The difficulty is in obtaining a permanent visa. Brazil does offer a retirement visa, but either you or your spouse must be at least 60 years old. There is an investment visa as well, but simply buying a property won’t qualify you. You’ll need to open an ongoing concern employing Brazilians. As the investment required has been increased and as Brazil is not an easy country in which to conduct business, especially for foreigners, I wouldn’t recommend this route if all you really want is residency.
It is, however, quite easy to reside in Brazil as a tourist for up to 180 days per year. If you had a spot you could reside the balance of the year, you could pursue this route, even trying out a few locations, and hopefully finding a spot just right for you.
What would be an inexpensive but safe place for an expat to live in Brazil? The country interests me but I’m a bit concerned about crime.
Brazil does not have a very good reputation for safety, and there are places that even I wouldn’t venture, although I know the country and the language well. However, there are cities which are safer, and in general these same cities might also be a bit easier for an expat to assimilate into culturally.
Curitiba, the capital of the state of Paraná, could be a good choice. It has an excellent mass-transit system which has served as a model for many other cities. Its diversified economy has helped it to weather the current recession better than most cities, which in turn has limited crime. There are many parks and cultural activities. Many multinationals are represented in Curitiba, so it might be a bit easier to find other expats to hang out with. It’s also surprisingly inexpensive considering the quality of life.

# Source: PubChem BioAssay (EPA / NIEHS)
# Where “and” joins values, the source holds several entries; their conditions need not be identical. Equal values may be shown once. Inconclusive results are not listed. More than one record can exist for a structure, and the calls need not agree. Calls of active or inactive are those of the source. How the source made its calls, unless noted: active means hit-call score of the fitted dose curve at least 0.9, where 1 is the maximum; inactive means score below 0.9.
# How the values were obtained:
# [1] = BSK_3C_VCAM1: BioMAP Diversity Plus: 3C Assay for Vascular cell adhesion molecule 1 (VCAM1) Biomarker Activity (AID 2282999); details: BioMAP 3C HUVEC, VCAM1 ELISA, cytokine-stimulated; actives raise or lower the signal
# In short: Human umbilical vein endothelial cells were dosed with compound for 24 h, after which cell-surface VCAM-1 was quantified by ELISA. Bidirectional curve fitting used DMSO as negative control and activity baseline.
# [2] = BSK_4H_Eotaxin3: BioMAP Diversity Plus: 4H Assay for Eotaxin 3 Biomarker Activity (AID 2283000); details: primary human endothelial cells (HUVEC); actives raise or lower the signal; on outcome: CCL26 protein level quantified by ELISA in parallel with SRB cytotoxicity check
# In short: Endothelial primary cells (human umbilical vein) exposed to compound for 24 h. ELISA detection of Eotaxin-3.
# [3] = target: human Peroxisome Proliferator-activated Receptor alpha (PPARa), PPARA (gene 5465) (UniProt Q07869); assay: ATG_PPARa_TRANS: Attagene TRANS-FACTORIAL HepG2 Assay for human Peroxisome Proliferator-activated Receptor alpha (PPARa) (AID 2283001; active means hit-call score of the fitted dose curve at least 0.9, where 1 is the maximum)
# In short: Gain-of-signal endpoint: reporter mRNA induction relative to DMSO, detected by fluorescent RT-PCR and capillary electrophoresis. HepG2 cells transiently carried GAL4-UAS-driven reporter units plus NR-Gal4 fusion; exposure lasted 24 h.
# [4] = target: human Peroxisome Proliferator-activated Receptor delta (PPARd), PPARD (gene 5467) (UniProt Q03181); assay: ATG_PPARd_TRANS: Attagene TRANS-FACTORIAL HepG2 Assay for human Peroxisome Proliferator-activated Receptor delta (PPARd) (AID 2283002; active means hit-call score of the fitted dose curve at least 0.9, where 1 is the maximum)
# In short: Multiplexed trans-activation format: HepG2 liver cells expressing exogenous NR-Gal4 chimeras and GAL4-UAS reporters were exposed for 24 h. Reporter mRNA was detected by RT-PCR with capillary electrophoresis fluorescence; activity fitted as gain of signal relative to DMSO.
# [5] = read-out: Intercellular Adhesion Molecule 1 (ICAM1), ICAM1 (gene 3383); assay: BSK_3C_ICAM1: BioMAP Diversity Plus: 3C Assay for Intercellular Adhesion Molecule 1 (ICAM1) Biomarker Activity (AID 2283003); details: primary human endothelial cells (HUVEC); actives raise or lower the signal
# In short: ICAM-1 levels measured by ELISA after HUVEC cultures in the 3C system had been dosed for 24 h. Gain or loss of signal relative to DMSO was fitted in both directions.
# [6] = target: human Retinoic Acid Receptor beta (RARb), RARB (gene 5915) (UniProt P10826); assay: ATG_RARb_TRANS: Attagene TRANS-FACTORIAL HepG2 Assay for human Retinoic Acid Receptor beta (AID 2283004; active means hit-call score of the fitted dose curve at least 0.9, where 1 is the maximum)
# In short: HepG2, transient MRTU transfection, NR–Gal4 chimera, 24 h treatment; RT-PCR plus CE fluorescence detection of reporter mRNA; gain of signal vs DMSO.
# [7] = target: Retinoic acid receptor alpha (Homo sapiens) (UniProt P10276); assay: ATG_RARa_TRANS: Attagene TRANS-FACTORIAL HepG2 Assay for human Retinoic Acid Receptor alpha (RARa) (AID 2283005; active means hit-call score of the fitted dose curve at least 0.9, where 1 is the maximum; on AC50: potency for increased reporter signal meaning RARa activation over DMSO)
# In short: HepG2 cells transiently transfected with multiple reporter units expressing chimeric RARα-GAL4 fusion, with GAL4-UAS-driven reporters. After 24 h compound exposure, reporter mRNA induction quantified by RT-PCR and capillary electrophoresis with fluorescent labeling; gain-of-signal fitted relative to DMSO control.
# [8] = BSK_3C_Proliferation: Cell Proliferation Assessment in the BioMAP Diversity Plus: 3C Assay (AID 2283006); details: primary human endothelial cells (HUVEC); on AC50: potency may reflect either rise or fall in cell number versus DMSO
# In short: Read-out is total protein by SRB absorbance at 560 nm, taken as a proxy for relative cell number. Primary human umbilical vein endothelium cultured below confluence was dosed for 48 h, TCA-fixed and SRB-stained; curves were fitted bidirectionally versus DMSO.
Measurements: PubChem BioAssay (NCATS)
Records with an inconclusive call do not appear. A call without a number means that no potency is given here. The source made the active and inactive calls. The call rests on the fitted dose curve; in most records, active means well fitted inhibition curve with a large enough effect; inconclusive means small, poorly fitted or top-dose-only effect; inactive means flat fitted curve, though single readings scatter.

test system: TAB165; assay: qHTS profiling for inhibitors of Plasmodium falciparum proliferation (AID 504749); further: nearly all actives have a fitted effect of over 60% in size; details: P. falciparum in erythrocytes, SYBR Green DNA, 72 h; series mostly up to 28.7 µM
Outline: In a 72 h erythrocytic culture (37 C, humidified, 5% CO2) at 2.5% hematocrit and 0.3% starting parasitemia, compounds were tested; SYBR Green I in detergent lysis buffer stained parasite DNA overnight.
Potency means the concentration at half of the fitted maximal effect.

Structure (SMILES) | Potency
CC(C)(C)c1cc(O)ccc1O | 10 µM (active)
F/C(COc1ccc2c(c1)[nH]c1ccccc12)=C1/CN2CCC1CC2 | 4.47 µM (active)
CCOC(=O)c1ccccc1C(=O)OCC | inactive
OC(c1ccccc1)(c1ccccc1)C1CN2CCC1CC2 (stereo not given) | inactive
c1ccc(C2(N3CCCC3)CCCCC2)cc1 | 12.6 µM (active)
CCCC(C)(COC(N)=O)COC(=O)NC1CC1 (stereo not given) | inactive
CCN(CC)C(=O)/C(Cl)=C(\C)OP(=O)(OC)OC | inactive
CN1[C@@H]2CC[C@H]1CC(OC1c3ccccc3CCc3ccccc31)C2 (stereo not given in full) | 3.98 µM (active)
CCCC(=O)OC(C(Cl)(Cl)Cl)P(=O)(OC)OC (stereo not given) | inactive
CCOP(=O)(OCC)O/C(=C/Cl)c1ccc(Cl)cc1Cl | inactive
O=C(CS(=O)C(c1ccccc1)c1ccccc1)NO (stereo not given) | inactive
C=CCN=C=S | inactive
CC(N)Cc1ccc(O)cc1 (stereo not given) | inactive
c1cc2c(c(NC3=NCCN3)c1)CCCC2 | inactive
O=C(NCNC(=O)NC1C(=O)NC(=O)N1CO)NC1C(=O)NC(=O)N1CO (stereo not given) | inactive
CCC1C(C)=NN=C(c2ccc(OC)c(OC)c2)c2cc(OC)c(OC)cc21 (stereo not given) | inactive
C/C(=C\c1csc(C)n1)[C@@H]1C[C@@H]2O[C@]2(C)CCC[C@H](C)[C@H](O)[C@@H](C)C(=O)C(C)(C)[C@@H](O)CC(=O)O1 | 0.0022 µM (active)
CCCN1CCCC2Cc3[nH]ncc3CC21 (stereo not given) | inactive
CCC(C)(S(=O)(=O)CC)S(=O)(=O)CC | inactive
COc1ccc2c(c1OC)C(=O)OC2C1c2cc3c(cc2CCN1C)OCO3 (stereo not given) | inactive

Florianópolis, the capital of the southern state of Santa Catarina, is a lovely city—its name in fact means “City of Flowers.” It is located mainly on a large island, and it has some of the best beaches in a country known for fine beaches. Florianópolis became known years ago for its surfing, principally among Europeans, but today you’ll find expats from many countries there. The city is smallish (a bit under 500,000 year-round residents) with a European feel to it.
A number of cities in the state of São Paulo are also worth a look. Ribeiro Preto gets good reports, and also some of the cities in the Vale (Valley) do Paraíba, such as Taubaté.
Have a question? You can write to Lee here.